The theme for 2021, “Clean environment for a healthy world,” addresses issues involving housing, public spaces, and the environment, all in the shadow of the COVID-19 pandemic.
Currently, more than 1.6 billion people worldwide lack adequate housing, according to UNHabitat. By 2030, that figure could rise to 40 percent of the global population.
Our concept of public buildings and shared areas have been transformed by the pandemic, and both architects and government officials are exploring new ways to envision safe and healthy spaces
Climate change is one of the most pressing crises of our time: The United Nations Environment Program estimates cities are responsible for 75 percent of global CO2 emissions, with transport and buildings the largest industries.
“Architects are equipped to respond to the complex challenges of the built environment,” the UIA said in a statement. The Union’s Sustainable Development Goals Commission “works to create a bridge between the UN initiatives and the practices of architects around the world,” ensuring architects are not just responsive to new goals but instrumental in their implementation and evolution.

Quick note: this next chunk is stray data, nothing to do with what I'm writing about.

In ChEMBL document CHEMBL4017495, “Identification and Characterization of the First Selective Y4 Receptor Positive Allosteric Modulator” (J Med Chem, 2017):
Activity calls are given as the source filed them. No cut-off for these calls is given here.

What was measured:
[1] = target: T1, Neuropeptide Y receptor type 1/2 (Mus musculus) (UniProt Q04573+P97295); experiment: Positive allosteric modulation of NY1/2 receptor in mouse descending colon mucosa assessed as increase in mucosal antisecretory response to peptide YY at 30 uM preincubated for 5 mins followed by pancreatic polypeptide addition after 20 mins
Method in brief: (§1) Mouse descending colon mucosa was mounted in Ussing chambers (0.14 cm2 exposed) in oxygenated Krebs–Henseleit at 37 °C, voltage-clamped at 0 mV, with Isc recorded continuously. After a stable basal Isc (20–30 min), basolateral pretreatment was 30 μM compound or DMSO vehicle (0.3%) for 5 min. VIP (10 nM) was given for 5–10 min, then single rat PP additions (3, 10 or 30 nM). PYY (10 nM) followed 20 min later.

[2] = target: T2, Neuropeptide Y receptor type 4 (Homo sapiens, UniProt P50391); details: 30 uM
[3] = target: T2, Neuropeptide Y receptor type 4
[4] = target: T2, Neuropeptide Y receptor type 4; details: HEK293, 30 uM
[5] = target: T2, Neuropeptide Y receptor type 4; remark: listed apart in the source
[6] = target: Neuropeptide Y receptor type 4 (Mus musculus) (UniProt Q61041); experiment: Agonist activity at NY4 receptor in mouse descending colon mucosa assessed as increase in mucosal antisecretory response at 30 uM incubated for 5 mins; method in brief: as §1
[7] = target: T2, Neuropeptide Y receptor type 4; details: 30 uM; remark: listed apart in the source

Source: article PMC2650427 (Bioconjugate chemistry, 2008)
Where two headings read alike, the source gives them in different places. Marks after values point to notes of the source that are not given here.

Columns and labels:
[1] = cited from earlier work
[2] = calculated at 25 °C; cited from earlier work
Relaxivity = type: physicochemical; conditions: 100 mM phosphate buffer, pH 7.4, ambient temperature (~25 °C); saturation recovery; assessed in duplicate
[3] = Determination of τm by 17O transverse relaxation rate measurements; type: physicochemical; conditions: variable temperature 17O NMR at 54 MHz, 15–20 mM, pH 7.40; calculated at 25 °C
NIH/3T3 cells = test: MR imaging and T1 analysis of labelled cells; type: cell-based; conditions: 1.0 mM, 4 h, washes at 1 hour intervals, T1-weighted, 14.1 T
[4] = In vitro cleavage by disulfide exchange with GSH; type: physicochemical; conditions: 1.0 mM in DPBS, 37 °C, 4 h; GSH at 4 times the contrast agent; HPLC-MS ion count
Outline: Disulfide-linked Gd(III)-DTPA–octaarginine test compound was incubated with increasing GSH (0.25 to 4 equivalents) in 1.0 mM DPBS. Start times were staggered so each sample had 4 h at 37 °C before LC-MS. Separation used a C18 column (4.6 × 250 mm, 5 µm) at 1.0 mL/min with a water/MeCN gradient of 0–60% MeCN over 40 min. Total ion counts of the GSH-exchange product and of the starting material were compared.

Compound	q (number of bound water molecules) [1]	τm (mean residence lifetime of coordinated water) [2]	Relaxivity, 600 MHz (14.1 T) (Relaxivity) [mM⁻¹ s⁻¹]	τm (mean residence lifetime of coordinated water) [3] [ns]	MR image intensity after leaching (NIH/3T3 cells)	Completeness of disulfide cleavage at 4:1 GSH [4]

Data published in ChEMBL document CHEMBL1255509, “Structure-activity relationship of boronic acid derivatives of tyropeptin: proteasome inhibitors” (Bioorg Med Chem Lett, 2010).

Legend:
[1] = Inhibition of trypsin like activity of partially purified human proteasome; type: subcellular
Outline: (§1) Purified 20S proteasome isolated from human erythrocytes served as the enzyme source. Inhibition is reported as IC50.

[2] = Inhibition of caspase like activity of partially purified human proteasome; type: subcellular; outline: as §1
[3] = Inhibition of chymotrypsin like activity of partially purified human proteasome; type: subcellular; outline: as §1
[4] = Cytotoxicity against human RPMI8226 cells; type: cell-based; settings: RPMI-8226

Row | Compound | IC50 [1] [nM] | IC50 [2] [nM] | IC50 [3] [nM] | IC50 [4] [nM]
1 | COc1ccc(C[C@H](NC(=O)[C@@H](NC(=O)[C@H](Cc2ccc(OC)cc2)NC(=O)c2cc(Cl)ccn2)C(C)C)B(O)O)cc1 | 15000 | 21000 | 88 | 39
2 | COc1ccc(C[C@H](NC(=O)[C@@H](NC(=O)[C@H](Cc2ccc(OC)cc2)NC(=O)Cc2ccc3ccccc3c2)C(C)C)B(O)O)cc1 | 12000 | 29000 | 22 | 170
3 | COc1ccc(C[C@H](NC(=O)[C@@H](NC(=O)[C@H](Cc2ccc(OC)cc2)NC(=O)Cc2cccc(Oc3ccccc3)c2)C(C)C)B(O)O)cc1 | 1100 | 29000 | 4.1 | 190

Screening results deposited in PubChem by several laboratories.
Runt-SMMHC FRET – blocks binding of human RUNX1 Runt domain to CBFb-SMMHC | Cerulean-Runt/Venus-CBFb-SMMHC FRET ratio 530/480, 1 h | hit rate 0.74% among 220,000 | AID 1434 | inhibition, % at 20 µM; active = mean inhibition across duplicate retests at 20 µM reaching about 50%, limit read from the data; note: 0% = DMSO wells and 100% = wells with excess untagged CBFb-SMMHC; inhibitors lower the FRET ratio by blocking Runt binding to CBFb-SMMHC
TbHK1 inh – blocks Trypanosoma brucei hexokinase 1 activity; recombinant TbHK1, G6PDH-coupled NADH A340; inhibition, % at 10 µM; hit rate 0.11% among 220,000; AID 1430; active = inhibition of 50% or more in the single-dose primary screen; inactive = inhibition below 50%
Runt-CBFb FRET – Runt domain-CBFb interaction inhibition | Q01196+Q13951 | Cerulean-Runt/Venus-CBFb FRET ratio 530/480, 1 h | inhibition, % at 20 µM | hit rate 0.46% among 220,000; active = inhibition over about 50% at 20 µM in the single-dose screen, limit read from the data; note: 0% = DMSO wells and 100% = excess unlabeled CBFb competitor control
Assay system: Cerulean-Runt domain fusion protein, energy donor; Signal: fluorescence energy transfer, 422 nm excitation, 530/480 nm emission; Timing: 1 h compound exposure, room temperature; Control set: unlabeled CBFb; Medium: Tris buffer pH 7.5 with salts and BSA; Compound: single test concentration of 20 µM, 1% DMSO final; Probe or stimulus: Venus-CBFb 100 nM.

At 8a ET on Monday, the UIA will host a webinar with design, health, and sustainability experts from around the world, including UIA President José Luis Cortés, a former president of the Federation of Colleges of Architects of the Mexican Republic, and Ghanan architect Richard Nii Dade, who completed construction of a 100-bed purpose-built infectious disease center in Accra in just 100 days to treat COVID-19 patients.
Joining them are Ray Pentecost, director of the Center for Health Systems & Design (CHSD) at Texas A&M University’s College of Architecture; Tommy Valdez, a sustainable forestry advocate and president of the Society of Filipino Foresters; Maria Neira, director of the World Health Organization’s Department of Environment, Climate Change and Health; and former WHO Director-General Margaret Chan, now the inaugural dean of the Vanke School of Public Health at Tsinghua University in Beijing.
Moderating the panel will be Martha Thorne, dean of the IE School of Architecture and Design in Spain and a former executive director of the Pritzker Architecture Prize and architecture curator at the Art Institute of Chicago
To register, click here.